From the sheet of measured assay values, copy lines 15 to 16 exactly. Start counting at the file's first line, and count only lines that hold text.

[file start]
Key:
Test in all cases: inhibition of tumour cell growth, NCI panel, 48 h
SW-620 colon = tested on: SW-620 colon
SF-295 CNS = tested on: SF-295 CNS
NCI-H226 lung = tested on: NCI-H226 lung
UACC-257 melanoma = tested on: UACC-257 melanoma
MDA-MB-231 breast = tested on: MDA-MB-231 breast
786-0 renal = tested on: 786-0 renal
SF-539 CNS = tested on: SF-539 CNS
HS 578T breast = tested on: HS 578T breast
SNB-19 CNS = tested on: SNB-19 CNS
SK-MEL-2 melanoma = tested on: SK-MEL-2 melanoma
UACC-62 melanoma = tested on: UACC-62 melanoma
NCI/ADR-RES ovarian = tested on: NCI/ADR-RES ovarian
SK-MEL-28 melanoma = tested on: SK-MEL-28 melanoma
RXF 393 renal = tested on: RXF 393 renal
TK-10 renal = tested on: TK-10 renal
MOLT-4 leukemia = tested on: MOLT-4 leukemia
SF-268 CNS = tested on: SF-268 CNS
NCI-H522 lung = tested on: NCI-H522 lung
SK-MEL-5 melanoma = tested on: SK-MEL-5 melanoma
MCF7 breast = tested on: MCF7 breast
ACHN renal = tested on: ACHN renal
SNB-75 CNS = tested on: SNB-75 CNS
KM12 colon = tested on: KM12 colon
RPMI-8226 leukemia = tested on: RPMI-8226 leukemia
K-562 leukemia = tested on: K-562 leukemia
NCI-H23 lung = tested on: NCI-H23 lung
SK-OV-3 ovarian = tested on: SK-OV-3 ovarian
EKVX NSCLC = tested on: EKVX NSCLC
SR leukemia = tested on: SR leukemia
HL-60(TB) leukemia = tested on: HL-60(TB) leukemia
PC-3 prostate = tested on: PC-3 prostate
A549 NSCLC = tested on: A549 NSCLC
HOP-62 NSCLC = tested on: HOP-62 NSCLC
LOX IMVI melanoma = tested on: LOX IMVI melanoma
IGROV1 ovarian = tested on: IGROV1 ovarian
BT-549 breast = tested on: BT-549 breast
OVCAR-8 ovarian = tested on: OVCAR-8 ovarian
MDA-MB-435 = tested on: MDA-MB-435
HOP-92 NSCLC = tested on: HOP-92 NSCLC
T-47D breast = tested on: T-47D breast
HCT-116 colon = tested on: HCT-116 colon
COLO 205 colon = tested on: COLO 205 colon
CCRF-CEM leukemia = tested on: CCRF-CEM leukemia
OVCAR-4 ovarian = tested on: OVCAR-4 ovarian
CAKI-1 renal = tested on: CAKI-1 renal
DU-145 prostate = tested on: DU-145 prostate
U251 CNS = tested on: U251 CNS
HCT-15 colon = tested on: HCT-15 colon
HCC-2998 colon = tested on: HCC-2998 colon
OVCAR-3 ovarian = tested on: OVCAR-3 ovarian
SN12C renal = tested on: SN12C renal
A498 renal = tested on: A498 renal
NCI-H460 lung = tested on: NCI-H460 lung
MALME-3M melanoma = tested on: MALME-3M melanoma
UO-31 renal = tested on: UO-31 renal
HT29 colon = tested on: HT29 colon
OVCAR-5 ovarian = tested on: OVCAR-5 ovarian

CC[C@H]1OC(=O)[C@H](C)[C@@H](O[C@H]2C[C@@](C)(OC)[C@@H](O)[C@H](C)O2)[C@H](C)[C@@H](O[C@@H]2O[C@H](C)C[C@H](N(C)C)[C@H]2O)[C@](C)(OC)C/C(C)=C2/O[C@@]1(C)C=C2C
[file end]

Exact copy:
SK-MEL-28 melanoma = tested on: SK-MEL-28 melanoma
RXF 393 renal = tested on: RXF 393 renal